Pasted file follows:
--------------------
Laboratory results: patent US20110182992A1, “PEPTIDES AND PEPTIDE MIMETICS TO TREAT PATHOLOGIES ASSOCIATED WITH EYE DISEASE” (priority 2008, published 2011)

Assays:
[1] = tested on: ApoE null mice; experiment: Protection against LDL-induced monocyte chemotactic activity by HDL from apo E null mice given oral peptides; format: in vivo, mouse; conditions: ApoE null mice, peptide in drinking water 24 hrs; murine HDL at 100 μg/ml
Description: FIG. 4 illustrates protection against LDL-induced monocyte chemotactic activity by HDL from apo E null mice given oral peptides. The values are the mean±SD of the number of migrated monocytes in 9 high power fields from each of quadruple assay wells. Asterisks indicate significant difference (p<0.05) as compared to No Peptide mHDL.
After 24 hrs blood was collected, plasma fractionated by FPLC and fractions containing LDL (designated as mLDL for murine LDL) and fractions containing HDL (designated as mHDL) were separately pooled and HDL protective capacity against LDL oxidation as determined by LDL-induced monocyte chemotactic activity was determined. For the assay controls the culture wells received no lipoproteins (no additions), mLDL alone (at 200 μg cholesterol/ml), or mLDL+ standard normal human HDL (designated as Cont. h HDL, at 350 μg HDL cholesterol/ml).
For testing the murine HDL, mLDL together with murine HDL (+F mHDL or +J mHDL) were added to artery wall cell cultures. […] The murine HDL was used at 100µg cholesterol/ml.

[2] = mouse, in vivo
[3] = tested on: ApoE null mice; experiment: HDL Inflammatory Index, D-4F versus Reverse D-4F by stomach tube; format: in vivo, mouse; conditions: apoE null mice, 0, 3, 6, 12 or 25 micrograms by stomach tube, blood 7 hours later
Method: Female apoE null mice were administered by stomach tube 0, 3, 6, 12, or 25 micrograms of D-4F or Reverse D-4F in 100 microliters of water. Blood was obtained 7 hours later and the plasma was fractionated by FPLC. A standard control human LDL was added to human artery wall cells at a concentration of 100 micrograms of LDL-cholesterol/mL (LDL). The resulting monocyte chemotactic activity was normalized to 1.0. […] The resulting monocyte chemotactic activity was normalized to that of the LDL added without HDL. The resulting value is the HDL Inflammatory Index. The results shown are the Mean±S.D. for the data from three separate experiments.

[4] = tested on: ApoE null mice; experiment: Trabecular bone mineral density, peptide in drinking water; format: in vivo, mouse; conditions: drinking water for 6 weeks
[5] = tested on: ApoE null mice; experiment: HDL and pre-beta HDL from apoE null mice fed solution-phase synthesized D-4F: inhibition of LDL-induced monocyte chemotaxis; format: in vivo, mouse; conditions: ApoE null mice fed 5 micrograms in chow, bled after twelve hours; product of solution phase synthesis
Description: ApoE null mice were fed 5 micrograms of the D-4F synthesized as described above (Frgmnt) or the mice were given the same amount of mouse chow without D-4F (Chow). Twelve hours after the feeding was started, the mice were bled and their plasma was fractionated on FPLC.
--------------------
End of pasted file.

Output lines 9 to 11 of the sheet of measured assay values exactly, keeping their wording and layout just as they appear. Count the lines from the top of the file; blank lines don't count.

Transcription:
Method: Female apoE null mice were administered by stomach tube 0, 3, 6, 12, or 25 micrograms of D-4F or Reverse D-4F in 100 microliters of water. Blood was obtained 7 hours later and the plasma was fractionated by FPLC. A standard control human LDL was added to human artery wall cells at a concentration of 100 micrograms of LDL-cholesterol/mL (LDL). The resulting monocyte chemotactic activity was normalized to 1.0. […] The resulting monocyte chemotactic activity was normalized to that of the LDL added without HDL. The resulting value is the HDL Inflammatory Index. The results shown are the Mean±S.D. for the data from three separate experiments.

[4] = tested on: ApoE null mice; experiment: Trabecular bone mineral density, peptide in drinking water; format: in vivo, mouse; conditions: drinking water for 6 weeks
[5] = tested on: ApoE null mice; experiment: HDL and pre-beta HDL from apoE null mice fed solution-phase synthesized D-4F: inhibition of LDL-induced monocyte chemotaxis; format: in vivo, mouse; conditions: ApoE null mice fed 5 micrograms in chow, bled after twelve hours; product of solution phase synthesis